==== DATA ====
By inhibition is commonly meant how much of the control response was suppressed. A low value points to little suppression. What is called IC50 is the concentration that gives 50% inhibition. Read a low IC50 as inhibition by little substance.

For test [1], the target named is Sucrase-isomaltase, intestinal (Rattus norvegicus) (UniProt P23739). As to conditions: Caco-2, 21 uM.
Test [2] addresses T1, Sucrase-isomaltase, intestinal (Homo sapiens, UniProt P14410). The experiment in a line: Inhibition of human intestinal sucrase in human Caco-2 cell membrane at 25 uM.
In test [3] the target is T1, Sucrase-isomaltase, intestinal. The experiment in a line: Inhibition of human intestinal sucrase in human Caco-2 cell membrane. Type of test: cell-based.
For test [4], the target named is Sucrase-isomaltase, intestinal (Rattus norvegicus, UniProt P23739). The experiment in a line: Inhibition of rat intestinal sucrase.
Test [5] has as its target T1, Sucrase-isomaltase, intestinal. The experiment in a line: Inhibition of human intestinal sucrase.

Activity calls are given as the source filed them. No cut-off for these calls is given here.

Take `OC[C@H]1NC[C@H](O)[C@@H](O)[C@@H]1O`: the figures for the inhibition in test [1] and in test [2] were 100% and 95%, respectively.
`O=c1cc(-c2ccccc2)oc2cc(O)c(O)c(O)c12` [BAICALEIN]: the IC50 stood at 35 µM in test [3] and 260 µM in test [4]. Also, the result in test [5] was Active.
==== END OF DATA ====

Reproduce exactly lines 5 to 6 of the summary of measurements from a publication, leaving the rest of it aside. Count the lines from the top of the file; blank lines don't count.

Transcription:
For test [4], the target named is Sucrase-isomaltase, intestinal (Rattus norvegicus, UniProt P23739). The experiment in a line: Inhibition of rat intestinal sucrase.
Test [5] has as its target T1, Sucrase-isomaltase, intestinal. The experiment in a line: Inhibition of human intestinal sucrase.